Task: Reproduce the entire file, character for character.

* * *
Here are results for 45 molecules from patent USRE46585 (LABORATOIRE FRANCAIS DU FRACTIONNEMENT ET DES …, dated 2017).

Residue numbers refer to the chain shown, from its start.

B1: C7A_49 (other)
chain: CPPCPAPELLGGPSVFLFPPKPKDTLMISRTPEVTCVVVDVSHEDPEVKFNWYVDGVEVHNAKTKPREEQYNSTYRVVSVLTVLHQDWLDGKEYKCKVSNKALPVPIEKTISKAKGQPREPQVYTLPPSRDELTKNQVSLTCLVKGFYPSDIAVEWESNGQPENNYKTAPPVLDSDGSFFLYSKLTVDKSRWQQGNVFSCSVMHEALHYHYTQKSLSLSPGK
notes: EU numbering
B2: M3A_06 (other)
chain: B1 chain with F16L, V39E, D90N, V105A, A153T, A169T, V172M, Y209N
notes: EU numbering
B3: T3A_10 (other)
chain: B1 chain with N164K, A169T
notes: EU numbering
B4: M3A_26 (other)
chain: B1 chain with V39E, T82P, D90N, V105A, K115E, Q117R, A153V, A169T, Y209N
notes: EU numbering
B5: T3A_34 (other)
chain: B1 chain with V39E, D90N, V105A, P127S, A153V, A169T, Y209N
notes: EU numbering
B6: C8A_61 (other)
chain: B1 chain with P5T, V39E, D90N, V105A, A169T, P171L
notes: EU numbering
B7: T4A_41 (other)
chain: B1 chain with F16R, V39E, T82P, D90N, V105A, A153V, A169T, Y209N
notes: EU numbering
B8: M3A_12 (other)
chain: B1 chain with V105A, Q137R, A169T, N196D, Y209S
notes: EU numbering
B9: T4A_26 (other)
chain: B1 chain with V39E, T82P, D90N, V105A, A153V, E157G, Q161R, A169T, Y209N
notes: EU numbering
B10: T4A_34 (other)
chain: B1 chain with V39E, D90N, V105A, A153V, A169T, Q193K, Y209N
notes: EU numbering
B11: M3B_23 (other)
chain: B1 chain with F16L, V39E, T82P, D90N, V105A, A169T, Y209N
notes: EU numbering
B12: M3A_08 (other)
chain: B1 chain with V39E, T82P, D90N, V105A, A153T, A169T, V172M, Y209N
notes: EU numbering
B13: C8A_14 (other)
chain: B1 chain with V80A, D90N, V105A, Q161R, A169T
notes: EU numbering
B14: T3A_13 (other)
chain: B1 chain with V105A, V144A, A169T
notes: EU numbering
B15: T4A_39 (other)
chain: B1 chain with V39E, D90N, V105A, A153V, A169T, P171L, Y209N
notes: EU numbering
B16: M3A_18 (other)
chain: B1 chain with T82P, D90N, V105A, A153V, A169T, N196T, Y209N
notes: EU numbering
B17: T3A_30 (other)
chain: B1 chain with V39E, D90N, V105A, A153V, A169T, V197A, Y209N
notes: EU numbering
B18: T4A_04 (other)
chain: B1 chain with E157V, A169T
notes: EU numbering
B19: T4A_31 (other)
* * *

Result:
Here are results for 45 molecules from patent USRE46585 (LABORATOIRE FRANCAIS DU FRACTIONNEMENT ET DES …, dated 2017).

Residue numbers refer to the chain shown, from its start.

B1: C7A_49 (other)
chain: CPPCPAPELLGGPSVFLFPPKPKDTLMISRTPEVTCVVVDVSHEDPEVKFNWYVDGVEVHNAKTKPREEQYNSTYRVVSVLTVLHQDWLDGKEYKCKVSNKALPVPIEKTISKAKGQPREPQVYTLPPSRDELTKNQVSLTCLVKGFYPSDIAVEWESNGQPENNYKTAPPVLDSDGSFFLYSKLTVDKSRWQQGNVFSCSVMHEALHYHYTQKSLSLSPGK
notes: EU numbering
B2: M3A_06 (other)
chain: B1 chain with F16L, V39E, D90N, V105A, A153T, A169T, V172M, Y209N
notes: EU numbering
B3: T3A_10 (other)
chain: B1 chain with N164K, A169T
notes: EU numbering
B4: M3A_26 (other)
chain: B1 chain with V39E, T82P, D90N, V105A, K115E, Q117R, A153V, A169T, Y209N
notes: EU numbering
B5: T3A_34 (other)
chain: B1 chain with V39E, D90N, V105A, P127S, A153V, A169T, Y209N
notes: EU numbering
B6: C8A_61 (other)
chain: B1 chain with P5T, V39E, D90N, V105A, A169T, P171L
notes: EU numbering
B7: T4A_41 (other)
chain: B1 chain with F16R, V39E, T82P, D90N, V105A, A153V, A169T, Y209N
notes: EU numbering
B8: M3A_12 (other)
chain: B1 chain with V105A, Q137R, A169T, N196D, Y209S
notes: EU numbering
B9: T4A_26 (other)
chain: B1 chain with V39E, T82P, D90N, V105A, A153V, E157G, Q161R, A169T, Y209N
notes: EU numbering
B10: T4A_34 (other)
chain: B1 chain with V39E, D90N, V105A, A153V, A169T, Q193K, Y209N
notes: EU numbering
B11: M3B_23 (other)
chain: B1 chain with F16L, V39E, T82P, D90N, V105A, A169T, Y209N
notes: EU numbering
B12: M3A_08 (other)
chain: B1 chain with V39E, T82P, D90N, V105A, A153T, A169T, V172M, Y209N
notes: EU numbering
B13: C8A_14 (other)
chain: B1 chain with V80A, D90N, V105A, Q161R, A169T
notes: EU numbering
B14: T3A_13 (other)
chain: B1 chain with V105A, V144A, A169T
notes: EU numbering
B15: T4A_39 (other)
chain: B1 chain with V39E, D90N, V105A, A153V, A169T, P171L, Y209N
notes: EU numbering
B16: M3A_18 (other)
chain: B1 chain with T82P, D90N, V105A, A153V, A169T, N196T, Y209N
notes: EU numbering
B17: T3A_30 (other)
chain: B1 chain with V39E, D90N, V105A, A153V, A169T, V197A, Y209N
notes: EU numbering
B18: T4A_04 (other)
chain: B1 chain with E157V, A169T
notes: EU numbering
B19: T4A_31 (other)